Old Testament Reading Isaiah 65:1-9
Second Reading Galatians 3:23 – 4:7
Gospel Reading Luke 8:26-39
Grace, mercy, and peace from God our Father, and our Lord and Savior, Jesus Christ. Amen. The text for our meditation this day is the Gospel lesson just read. [Luke 8:26-39]
Throughout the Bible, we see our triune God in action, coming into his people’s lives miraculously. Coming into their lives even, and especially, when they want nothing to do with him; when they reject him and turn away from him.
Soon after he’d rescued them from slavery in Egypt, they turned away, grumbling against God and asking Moses to return them to Egypt where they were given meals that kept them fed every day. Instead of stepping away from these grumbling people, God sent them quail and manna raining down from the sky, and water to drink where there was no water; water coming out of a rock in the middle of the desert.
When they ignored his commands in the Promised Land and found themselves at war with the very people God had told them to remove from the land, he sent leaders, judges, like Deborah and Gideon and Samson; and he led them to victory over Israel’s enemies.
He raised up great kings, like David and Solomon. He sent Isaiah and Jeremiah, and all the prophets; and speaking through them he called his people to return to him even though they’d rejected him time and time again.
In the New Testament we see his Son in action; miraculously healing the lame, restoring sight to the blind, even raising the dead. And after Jesus had died, risen and ascended into heaven, we see God’s Spirit continuing to work miraculously in his rebellious people’s lives through Peter and Paul and all the Apostles. God works miraculously in his people.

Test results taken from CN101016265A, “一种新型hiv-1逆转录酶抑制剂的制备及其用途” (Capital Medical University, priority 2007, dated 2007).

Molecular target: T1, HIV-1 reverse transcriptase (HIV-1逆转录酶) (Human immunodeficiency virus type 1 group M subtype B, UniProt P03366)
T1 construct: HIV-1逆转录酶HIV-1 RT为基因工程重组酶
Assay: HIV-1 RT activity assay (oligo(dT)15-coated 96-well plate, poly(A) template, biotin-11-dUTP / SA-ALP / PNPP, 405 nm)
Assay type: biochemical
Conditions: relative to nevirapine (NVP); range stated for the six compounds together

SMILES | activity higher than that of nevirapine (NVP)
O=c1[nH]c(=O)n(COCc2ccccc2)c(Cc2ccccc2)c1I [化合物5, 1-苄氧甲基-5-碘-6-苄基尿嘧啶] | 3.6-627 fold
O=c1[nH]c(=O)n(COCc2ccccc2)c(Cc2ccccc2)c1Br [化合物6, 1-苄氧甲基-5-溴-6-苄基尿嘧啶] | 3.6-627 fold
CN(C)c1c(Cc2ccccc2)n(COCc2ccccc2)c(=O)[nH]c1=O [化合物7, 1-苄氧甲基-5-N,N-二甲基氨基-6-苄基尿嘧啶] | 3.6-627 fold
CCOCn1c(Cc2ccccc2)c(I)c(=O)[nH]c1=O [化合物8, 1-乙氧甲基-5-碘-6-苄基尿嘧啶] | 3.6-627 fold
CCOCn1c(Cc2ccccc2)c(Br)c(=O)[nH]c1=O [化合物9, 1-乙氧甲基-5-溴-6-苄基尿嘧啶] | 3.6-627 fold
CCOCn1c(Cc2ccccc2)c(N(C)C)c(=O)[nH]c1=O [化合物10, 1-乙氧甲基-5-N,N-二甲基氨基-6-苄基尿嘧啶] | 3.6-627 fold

How do we respond when God enters our lives in miraculous ways after we’ve rejected him, after we’ve walked away from him, after we’ve rebelled against him? Do we respond with words like the man filled with demons spoke to Jesus in the gospel lesson today, “What have you to do with me?” or a translation even closer to the Greek would be, “Why do you not leave me alone?”
That is our response isn’t it; when God tries to bring us closer to him; to try our best to pull even further away from God as he miraculously reaches out to us and rescues us? “Why do you not leave me alone?” Our response says a lot about how we view our relationship with our heavenly Father.
Look at the demon possessed man in the gospel lesson today. He didn’t have much of a life. He ran around naked, with shackles on his hands and feet; sleeping in the tombs, unclean on the inside because of the demons, unclean on the outside because he lived among the dead; cast out of society. But when miraculously he was freed of the demons, when miraculously he was cleansed of the evil; his life was totally changed. Because of this miracle, he had a decision to make. He could return to his people, he could return to the life he had before; or he could follow Jesus.
He chose to sit at the feet of Jesus; and he begged his Lord to let him come with him. He responded to the miracle Jesus performed by becoming closer to his Savior. That’s what the miracles in life should do; bring us closer to God. But too often we’re like the Gerasenes.
They had a choice to make too. They could’ve welcomed Jesus into their town, but the miracle that’d come into their lives made them ask Jesus to leave. They used their deductive reasoning and explained the miracle away. To them, this miracle was no miracle at all. What God gave as a gift, they saw as a plague, as a loss of valuable livestock, and they feared the loss of their earthly livelihood. Their interpretation of the miracle drove them farther away from God.